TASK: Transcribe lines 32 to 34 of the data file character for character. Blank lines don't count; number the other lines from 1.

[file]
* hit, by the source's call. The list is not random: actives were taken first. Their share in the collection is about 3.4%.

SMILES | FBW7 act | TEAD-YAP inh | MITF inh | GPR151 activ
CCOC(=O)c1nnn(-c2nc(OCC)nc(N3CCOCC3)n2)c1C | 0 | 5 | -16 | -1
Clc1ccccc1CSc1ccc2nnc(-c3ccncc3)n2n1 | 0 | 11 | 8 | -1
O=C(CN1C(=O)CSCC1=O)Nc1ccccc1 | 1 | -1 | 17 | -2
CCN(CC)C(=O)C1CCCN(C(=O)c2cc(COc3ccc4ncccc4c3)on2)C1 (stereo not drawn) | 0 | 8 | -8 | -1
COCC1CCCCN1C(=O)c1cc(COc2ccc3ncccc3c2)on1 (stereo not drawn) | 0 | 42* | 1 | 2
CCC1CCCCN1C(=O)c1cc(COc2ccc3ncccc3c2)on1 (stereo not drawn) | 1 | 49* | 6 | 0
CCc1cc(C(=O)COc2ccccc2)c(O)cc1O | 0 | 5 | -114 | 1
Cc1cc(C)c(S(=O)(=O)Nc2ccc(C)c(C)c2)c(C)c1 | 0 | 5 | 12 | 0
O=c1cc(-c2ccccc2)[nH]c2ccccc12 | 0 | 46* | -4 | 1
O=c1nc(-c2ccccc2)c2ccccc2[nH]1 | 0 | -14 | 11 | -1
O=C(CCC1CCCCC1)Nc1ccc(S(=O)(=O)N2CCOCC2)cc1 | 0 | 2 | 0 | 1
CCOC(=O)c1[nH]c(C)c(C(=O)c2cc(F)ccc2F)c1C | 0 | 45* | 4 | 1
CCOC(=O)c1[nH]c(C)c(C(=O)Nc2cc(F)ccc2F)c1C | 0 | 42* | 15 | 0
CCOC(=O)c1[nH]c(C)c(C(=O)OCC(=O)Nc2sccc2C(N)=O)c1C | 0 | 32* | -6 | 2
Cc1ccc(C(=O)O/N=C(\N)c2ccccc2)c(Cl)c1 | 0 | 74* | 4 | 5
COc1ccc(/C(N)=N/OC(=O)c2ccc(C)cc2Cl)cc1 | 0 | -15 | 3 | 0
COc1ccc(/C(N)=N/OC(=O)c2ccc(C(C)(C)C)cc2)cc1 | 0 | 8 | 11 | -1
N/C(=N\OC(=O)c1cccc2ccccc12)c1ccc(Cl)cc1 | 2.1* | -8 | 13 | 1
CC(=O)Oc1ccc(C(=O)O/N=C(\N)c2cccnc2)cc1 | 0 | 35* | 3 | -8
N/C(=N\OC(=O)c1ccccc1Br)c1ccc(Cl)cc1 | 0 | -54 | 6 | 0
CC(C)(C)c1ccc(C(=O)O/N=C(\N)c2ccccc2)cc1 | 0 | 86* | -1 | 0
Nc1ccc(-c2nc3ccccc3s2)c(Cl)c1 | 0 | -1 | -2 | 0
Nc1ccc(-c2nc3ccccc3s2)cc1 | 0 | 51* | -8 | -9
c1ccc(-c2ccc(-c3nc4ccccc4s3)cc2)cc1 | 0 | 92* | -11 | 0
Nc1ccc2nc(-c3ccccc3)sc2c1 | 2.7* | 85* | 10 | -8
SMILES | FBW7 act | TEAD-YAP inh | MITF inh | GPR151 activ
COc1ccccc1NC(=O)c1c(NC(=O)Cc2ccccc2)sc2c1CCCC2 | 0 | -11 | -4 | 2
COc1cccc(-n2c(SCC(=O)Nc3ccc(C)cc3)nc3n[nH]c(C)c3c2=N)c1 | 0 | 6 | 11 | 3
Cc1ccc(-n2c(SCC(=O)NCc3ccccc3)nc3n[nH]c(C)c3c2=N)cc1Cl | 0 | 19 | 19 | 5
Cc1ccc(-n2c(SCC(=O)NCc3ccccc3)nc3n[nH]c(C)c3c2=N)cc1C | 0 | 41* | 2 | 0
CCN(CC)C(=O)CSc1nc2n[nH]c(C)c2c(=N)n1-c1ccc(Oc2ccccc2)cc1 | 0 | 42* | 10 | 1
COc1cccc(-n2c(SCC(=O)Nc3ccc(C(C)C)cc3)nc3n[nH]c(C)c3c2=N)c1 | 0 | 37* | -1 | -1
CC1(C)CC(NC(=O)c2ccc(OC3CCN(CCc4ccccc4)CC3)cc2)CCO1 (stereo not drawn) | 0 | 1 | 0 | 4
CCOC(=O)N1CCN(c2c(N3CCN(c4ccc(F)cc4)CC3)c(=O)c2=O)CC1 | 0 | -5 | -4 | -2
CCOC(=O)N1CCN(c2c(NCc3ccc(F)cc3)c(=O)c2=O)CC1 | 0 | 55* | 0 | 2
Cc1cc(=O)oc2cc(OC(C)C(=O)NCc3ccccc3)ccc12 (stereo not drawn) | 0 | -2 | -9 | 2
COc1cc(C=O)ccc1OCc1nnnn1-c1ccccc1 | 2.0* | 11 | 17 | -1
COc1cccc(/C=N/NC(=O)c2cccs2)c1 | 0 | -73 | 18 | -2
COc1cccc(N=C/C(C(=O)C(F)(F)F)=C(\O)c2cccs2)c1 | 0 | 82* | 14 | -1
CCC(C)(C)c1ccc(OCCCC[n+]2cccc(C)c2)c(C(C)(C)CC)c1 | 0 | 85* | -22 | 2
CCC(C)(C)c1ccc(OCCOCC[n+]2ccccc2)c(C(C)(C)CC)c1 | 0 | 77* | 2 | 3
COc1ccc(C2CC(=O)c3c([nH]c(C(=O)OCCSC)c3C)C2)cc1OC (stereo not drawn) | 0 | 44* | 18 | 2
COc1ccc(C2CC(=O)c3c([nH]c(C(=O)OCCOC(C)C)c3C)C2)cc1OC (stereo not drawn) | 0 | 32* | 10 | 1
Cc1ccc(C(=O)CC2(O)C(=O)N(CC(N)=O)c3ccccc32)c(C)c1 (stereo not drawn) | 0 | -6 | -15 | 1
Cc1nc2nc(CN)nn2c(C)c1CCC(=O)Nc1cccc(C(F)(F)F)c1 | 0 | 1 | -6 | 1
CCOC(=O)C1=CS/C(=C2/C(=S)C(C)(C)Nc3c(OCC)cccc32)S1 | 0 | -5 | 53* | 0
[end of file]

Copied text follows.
Cc1ccc(-n2c(SCC(=O)NCc3ccccc3)nc3n[nH]c(C)c3c2=N)cc1C | 0 | 41* | 2 | 0
CCN(CC)C(=O)CSc1nc2n[nH]c(C)c2c(=N)n1-c1ccc(Oc2ccccc2)cc1 | 0 | 42* | 10 | 1
COc1cccc(-n2c(SCC(=O)Nc3ccc(C(C)C)cc3)nc3n[nH]c(C)c3c2=N)c1 | 0 | 37* | -1 | -1